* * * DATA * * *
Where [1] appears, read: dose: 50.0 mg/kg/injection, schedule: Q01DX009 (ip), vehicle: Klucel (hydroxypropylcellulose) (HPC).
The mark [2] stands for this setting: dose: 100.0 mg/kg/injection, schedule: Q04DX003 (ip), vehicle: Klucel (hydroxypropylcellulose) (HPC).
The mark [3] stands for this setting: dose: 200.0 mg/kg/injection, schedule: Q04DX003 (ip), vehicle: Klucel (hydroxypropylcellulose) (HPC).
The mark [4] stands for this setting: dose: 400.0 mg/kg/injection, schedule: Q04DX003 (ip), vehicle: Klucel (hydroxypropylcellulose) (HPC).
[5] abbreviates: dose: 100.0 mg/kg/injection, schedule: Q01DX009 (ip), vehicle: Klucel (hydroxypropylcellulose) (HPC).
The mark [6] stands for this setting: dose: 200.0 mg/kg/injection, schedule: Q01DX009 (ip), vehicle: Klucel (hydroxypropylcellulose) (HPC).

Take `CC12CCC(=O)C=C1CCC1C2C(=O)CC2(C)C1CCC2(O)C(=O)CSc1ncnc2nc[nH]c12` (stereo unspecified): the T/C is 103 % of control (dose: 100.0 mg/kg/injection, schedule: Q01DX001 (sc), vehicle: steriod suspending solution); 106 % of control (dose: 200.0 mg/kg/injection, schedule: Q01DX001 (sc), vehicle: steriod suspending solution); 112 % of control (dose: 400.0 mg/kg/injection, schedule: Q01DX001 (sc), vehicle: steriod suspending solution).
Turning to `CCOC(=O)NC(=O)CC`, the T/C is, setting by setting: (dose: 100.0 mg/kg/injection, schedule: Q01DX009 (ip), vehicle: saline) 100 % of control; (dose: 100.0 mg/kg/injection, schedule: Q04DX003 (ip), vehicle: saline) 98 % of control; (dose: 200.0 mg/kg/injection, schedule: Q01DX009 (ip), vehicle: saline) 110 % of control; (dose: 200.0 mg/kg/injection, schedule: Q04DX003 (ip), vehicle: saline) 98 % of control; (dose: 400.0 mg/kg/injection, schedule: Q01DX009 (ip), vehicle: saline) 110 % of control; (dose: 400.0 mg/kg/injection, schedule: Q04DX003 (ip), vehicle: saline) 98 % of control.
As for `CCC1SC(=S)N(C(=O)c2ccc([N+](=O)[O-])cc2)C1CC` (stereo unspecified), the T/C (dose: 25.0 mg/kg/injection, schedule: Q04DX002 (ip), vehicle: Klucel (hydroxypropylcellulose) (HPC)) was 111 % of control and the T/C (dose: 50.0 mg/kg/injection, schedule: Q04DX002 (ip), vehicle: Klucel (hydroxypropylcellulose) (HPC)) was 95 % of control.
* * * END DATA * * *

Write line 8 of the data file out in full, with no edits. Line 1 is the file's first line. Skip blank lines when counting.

Turning to `CCOC(=O)NC(=O)CC`, the T/C is, setting by setting: (dose: 100.0 mg/kg/injection, schedule: Q01DX009 (ip), vehicle: saline) 100 % of control; (dose: 100.0 mg/kg/injection, schedule: Q04DX003 (ip), vehicle: saline) 98 % of control; (dose: 200.0 mg/kg/injection, schedule: Q01DX009 (ip), vehicle: saline) 110 % of control; (dose: 200.0 mg/kg/injection, schedule: Q04DX003 (ip), vehicle: saline) 98 % of control; (dose: 400.0 mg/kg/injection, schedule: Q01DX009 (ip), vehicle: saline) 110 % of control; (dose: 400.0 mg/kg/injection, schedule: Q04DX003 (ip), vehicle: saline) 98 % of control.